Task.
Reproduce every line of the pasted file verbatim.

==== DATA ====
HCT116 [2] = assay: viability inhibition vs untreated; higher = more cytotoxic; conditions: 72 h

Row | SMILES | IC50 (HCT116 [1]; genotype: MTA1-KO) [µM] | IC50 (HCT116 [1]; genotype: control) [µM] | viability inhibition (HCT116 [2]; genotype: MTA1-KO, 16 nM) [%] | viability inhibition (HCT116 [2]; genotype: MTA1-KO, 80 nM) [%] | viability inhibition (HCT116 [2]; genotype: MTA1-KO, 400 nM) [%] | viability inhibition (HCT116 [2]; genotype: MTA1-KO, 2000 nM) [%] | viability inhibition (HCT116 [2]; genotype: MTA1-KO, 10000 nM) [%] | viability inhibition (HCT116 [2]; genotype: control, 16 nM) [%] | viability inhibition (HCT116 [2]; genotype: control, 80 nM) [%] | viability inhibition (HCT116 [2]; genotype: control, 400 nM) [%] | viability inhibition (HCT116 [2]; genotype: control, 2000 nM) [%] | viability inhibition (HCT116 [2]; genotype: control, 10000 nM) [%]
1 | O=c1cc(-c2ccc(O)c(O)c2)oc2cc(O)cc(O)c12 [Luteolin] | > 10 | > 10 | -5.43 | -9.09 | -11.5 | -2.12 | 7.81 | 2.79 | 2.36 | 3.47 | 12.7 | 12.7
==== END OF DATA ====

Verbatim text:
HCT116 [2] = assay: viability inhibition vs untreated; higher = more cytotoxic; conditions: 72 h

Row | SMILES | IC50 (HCT116 [1]; genotype: MTA1-KO) [µM] | IC50 (HCT116 [1]; genotype: control) [µM] | viability inhibition (HCT116 [2]; genotype: MTA1-KO, 16 nM) [%] | viability inhibition (HCT116 [2]; genotype: MTA1-KO, 80 nM) [%] | viability inhibition (HCT116 [2]; genotype: MTA1-KO, 400 nM) [%] | viability inhibition (HCT116 [2]; genotype: MTA1-KO, 2000 nM) [%] | viability inhibition (HCT116 [2]; genotype: MTA1-KO, 10000 nM) [%] | viability inhibition (HCT116 [2]; genotype: control, 16 nM) [%] | viability inhibition (HCT116 [2]; genotype: control, 80 nM) [%] | viability inhibition (HCT116 [2]; genotype: control, 400 nM) [%] | viability inhibition (HCT116 [2]; genotype: control, 2000 nM) [%] | viability inhibition (HCT116 [2]; genotype: control, 10000 nM) [%]
1 | O=c1cc(-c2ccc(O)c(O)c2)oc2cc(O)cc(O)c12 [Luteolin] | > 10 | > 10 | -5.43 | -9.09 | -11.5 | -2.12 | 7.81 | 2.79 | 2.36 | 3.47 | 12.7 | 12.7